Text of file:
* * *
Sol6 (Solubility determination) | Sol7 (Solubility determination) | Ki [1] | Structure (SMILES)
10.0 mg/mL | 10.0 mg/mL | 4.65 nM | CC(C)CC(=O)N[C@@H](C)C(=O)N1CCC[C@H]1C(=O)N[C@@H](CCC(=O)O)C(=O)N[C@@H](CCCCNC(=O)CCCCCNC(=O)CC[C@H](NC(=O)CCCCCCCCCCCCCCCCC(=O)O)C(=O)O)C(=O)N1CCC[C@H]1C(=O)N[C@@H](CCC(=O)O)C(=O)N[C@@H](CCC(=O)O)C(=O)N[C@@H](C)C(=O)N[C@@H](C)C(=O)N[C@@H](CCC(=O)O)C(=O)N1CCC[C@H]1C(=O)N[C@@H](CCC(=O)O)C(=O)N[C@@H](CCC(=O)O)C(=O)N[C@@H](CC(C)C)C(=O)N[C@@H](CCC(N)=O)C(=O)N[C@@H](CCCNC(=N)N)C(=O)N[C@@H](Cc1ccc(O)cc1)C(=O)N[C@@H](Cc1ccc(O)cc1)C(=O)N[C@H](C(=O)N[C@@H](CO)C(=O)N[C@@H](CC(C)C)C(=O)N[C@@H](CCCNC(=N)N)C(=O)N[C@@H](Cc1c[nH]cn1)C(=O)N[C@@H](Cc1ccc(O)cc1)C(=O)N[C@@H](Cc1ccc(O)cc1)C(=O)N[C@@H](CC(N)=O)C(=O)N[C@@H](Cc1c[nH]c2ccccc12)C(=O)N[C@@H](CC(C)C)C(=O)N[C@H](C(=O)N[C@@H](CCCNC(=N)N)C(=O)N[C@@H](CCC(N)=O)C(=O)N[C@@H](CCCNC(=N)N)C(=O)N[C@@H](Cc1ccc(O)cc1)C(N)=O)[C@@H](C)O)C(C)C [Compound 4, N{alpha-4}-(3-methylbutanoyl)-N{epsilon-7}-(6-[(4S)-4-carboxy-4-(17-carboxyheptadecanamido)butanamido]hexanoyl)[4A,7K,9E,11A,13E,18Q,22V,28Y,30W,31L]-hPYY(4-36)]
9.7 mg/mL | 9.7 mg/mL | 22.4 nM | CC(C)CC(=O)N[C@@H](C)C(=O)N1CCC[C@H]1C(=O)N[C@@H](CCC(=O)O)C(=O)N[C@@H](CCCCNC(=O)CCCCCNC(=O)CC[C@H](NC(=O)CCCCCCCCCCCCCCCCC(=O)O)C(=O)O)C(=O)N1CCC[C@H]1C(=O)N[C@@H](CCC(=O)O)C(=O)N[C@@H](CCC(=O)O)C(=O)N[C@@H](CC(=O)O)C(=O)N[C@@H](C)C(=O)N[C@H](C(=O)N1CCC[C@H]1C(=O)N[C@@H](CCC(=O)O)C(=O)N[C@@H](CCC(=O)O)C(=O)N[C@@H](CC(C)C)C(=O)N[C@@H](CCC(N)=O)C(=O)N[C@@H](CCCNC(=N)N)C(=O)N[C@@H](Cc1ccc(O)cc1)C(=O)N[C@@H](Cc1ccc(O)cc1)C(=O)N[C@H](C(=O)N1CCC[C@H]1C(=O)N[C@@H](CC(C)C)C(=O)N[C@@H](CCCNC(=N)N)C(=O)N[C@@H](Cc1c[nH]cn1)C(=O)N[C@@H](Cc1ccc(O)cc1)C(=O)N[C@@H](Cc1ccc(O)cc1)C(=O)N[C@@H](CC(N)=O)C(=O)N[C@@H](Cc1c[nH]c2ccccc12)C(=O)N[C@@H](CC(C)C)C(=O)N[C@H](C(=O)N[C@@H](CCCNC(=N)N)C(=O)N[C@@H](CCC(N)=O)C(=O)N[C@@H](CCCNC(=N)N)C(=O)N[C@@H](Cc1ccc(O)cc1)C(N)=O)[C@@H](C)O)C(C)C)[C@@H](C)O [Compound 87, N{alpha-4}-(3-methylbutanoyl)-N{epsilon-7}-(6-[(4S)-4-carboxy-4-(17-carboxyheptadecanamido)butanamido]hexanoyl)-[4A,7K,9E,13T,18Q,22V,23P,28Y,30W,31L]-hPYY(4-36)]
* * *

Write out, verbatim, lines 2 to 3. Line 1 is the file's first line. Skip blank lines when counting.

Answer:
10.0 mg/mL | 10.0 mg/mL | 4.65 nM | CC(C)CC(=O)N[C@@H](C)C(=O)N1CCC[C@H]1C(=O)N[C@@H](CCC(=O)O)C(=O)N[C@@H](CCCCNC(=O)CCCCCNC(=O)CC[C@H](NC(=O)CCCCCCCCCCCCCCCCC(=O)O)C(=O)O)C(=O)N1CCC[C@H]1C(=O)N[C@@H](CCC(=O)O)C(=O)N[C@@H](CCC(=O)O)C(=O)N[C@@H](C)C(=O)N[C@@H](C)C(=O)N[C@@H](CCC(=O)O)C(=O)N1CCC[C@H]1C(=O)N[C@@H](CCC(=O)O)C(=O)N[C@@H](CCC(=O)O)C(=O)N[C@@H](CC(C)C)C(=O)N[C@@H](CCC(N)=O)C(=O)N[C@@H](CCCNC(=N)N)C(=O)N[C@@H](Cc1ccc(O)cc1)C(=O)N[C@@H](Cc1ccc(O)cc1)C(=O)N[C@H](C(=O)N[C@@H](CO)C(=O)N[C@@H](CC(C)C)C(=O)N[C@@H](CCCNC(=N)N)C(=O)N[C@@H](Cc1c[nH]cn1)C(=O)N[C@@H](Cc1ccc(O)cc1)C(=O)N[C@@H](Cc1ccc(O)cc1)C(=O)N[C@@H](CC(N)=O)C(=O)N[C@@H](Cc1c[nH]c2ccccc12)C(=O)N[C@@H](CC(C)C)C(=O)N[C@H](C(=O)N[C@@H](CCCNC(=N)N)C(=O)N[C@@H](CCC(N)=O)C(=O)N[C@@H](CCCNC(=N)N)C(=O)N[C@@H](Cc1ccc(O)cc1)C(N)=O)[C@@H](C)O)C(C)C [Compound 4, N{alpha-4}-(3-methylbutanoyl)-N{epsilon-7}-(6-[(4S)-4-carboxy-4-(17-carboxyheptadecanamido)butanamido]hexanoyl)[4A,7K,9E,11A,13E,18Q,22V,28Y,30W,31L]-hPYY(4-36)]
9.7 mg/mL | 9.7 mg/mL | 22.4 nM | CC(C)CC(=O)N[C@@H](C)C(=O)N1CCC[C@H]1C(=O)N[C@@H](CCC(=O)O)C(=O)N[C@@H](CCCCNC(=O)CCCCCNC(=O)CC[C@H](NC(=O)CCCCCCCCCCCCCCCCC(=O)O)C(=O)O)C(=O)N1CCC[C@H]1C(=O)N[C@@H](CCC(=O)O)C(=O)N[C@@H](CCC(=O)O)C(=O)N[C@@H](CC(=O)O)C(=O)N[C@@H](C)C(=O)N[C@H](C(=O)N1CCC[C@H]1C(=O)N[C@@H](CCC(=O)O)C(=O)N[C@@H](CCC(=O)O)C(=O)N[C@@H](CC(C)C)C(=O)N[C@@H](CCC(N)=O)C(=O)N[C@@H](CCCNC(=N)N)C(=O)N[C@@H](Cc1ccc(O)cc1)C(=O)N[C@@H](Cc1ccc(O)cc1)C(=O)N[C@H](C(=O)N1CCC[C@H]1C(=O)N[C@@H](CC(C)C)C(=O)N[C@@H](CCCNC(=N)N)C(=O)N[C@@H](Cc1c[nH]cn1)C(=O)N[C@@H](Cc1ccc(O)cc1)C(=O)N[C@@H](Cc1ccc(O)cc1)C(=O)N[C@@H](CC(N)=O)C(=O)N[C@@H](Cc1c[nH]c2ccccc12)C(=O)N[C@@H](CC(C)C)C(=O)N[C@H](C(=O)N[C@@H](CCCNC(=N)N)C(=O)N[C@@H](CCC(N)=O)C(=O)N[C@@H](CCCNC(=N)N)C(=O)N[C@@H](Cc1ccc(O)cc1)C(N)=O)[C@@H](C)O)C(C)C)[C@@H](C)O [Compound 87, N{alpha-4}-(3-methylbutanoyl)-N{epsilon-7}-(6-[(4S)-4-carboxy-4-(17-carboxyheptadecanamido)butanamido]hexanoyl)-[4A,7K,9E,13T,18Q,22V,23P,28Y,30W,31L]-hPYY(4-36)]